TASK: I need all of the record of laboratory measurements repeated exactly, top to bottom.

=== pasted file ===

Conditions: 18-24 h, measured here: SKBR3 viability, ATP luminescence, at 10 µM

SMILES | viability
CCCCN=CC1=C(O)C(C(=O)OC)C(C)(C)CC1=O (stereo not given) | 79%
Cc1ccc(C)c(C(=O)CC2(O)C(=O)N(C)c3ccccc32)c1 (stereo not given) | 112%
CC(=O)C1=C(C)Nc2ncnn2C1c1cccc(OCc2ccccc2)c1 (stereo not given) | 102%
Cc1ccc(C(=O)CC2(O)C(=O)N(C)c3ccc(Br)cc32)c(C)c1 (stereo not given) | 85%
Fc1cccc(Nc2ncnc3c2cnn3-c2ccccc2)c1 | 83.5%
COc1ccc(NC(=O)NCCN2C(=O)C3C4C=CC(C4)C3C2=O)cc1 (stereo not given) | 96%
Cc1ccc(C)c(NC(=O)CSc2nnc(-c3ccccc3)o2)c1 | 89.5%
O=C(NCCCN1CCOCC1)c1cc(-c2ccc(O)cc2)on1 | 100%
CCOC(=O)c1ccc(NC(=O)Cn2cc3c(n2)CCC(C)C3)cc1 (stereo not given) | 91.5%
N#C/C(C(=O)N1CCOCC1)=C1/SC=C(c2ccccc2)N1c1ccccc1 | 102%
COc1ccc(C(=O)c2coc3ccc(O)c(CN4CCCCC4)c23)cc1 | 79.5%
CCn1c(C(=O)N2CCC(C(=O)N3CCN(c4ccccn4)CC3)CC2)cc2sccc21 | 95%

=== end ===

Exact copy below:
Conditions: 18-24 h, measured here: SKBR3 viability, ATP luminescence, at 10 µM

SMILES | viability
CCCCN=CC1=C(O)C(C(=O)OC)C(C)(C)CC1=O (stereo not given) | 79%
Cc1ccc(C)c(C(=O)CC2(O)C(=O)N(C)c3ccccc32)c1 (stereo not given) | 112%
CC(=O)C1=C(C)Nc2ncnn2C1c1cccc(OCc2ccccc2)c1 (stereo not given) | 102%
Cc1ccc(C(=O)CC2(O)C(=O)N(C)c3ccc(Br)cc32)c(C)c1 (stereo not given) | 85%
Fc1cccc(Nc2ncnc3c2cnn3-c2ccccc2)c1 | 83.5%
COc1ccc(NC(=O)NCCN2C(=O)C3C4C=CC(C4)C3C2=O)cc1 (stereo not given) | 96%
Cc1ccc(C)c(NC(=O)CSc2nnc(-c3ccccc3)o2)c1 | 89.5%
O=C(NCCCN1CCOCC1)c1cc(-c2ccc(O)cc2)on1 | 100%
CCOC(=O)c1ccc(NC(=O)Cn2cc3c(n2)CCC(C)C3)cc1 (stereo not given) | 91.5%
N#C/C(C(=O)N1CCOCC1)=C1/SC=C(c2ccccc2)N1c1ccccc1 | 102%
COc1ccc(C(=O)c2coc3ccc(O)c(CN4CCCCC4)c23)cc1 | 79.5%
CCn1c(C(=O)N2CCC(C(=O)N3CCN(c4ccccn4)CC3)CC2)cc2sccc21 | 95%